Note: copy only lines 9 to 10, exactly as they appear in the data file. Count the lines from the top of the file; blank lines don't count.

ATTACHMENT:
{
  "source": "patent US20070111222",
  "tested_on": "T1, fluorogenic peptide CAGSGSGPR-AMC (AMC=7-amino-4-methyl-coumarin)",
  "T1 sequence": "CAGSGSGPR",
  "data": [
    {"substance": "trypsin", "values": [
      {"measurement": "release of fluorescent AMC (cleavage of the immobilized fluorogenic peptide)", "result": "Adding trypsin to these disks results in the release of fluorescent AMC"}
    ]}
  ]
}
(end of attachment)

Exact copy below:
  ]
}